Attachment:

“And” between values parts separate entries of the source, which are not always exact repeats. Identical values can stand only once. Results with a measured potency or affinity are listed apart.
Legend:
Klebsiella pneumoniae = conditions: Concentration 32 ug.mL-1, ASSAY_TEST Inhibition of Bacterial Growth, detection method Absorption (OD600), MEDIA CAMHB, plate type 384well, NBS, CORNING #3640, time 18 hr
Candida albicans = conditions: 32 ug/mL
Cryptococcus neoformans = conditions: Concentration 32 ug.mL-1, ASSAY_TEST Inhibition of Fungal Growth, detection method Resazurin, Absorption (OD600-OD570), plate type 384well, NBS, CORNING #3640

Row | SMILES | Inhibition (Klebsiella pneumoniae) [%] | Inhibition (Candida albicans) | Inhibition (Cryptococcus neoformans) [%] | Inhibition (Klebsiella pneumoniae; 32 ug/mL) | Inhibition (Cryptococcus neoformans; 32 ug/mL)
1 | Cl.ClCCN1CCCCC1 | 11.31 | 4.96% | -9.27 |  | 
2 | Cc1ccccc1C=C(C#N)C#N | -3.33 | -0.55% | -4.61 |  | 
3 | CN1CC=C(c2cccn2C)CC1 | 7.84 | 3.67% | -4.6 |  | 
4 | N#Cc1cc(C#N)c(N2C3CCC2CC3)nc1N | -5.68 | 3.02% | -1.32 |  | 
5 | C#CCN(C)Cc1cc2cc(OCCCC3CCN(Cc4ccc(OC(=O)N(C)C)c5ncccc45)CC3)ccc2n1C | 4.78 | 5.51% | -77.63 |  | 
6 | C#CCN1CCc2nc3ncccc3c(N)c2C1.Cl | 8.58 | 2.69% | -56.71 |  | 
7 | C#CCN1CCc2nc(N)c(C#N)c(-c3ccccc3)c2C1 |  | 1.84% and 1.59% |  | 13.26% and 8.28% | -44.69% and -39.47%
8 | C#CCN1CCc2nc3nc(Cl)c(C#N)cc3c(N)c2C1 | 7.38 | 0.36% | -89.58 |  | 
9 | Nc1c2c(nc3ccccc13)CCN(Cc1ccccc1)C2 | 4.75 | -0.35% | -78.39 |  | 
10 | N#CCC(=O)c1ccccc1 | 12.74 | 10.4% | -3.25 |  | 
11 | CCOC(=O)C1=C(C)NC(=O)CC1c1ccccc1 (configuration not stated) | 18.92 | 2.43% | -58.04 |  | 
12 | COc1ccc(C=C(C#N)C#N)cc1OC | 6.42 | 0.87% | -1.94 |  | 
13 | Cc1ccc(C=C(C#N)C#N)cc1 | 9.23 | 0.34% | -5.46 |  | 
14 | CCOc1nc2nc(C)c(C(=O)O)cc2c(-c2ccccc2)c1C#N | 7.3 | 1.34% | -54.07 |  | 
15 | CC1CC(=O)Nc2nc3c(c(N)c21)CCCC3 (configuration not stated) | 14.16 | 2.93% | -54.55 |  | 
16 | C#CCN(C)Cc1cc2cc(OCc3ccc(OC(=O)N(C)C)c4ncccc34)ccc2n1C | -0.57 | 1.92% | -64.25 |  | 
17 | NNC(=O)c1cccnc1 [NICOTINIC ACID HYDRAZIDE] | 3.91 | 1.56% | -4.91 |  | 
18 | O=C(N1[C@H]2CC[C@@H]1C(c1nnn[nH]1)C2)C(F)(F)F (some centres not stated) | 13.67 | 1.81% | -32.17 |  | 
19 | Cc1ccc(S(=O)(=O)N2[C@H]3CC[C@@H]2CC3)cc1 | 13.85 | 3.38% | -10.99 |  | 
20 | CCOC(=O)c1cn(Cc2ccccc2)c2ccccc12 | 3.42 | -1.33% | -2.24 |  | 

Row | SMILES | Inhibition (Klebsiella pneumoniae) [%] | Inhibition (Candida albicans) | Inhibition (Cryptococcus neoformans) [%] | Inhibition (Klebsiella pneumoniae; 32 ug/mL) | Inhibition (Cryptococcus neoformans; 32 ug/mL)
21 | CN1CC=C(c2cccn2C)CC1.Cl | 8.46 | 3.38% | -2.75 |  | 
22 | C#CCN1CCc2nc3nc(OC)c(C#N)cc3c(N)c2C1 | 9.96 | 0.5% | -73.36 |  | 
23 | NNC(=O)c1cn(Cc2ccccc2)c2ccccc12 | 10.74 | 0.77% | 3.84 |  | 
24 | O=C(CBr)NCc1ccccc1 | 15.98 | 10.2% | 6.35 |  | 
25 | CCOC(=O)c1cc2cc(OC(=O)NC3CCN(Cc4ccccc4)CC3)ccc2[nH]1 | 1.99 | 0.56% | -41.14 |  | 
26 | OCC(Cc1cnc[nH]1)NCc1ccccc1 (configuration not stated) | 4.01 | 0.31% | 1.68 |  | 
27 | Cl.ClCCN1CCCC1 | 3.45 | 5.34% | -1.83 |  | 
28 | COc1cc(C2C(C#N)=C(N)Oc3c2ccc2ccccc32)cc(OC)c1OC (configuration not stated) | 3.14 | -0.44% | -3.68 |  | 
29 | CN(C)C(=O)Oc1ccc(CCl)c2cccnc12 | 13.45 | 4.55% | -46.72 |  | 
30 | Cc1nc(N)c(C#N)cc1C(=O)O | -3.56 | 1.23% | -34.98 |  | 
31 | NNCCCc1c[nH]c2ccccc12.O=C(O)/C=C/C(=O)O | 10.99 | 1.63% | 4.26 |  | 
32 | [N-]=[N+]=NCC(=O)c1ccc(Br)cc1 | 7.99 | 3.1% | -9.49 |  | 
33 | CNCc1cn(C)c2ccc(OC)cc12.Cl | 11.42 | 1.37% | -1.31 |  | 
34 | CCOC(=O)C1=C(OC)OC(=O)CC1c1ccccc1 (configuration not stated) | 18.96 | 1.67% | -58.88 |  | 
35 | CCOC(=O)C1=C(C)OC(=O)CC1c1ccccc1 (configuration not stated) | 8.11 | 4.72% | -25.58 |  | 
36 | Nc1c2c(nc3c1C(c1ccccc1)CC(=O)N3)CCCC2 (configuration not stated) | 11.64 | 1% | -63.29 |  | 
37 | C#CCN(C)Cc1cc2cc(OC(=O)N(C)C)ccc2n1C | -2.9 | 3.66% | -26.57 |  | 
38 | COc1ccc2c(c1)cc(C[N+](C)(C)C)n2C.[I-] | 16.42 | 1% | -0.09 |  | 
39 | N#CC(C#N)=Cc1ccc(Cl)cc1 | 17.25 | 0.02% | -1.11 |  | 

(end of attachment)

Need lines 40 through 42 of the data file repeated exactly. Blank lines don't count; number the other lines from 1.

33 | CNCc1cn(C)c2ccc(OC)cc12.Cl | 11.42 | 1.37% | -1.31 |  | 
34 | CCOC(=O)C1=C(OC)OC(=O)CC1c1ccccc1 (configuration not stated) | 18.96 | 1.67% | -58.88 |  | 
35 | CCOC(=O)C1=C(C)OC(=O)CC1c1ccccc1 (configuration not stated) | 8.11 | 4.72% | -25.58 |  | 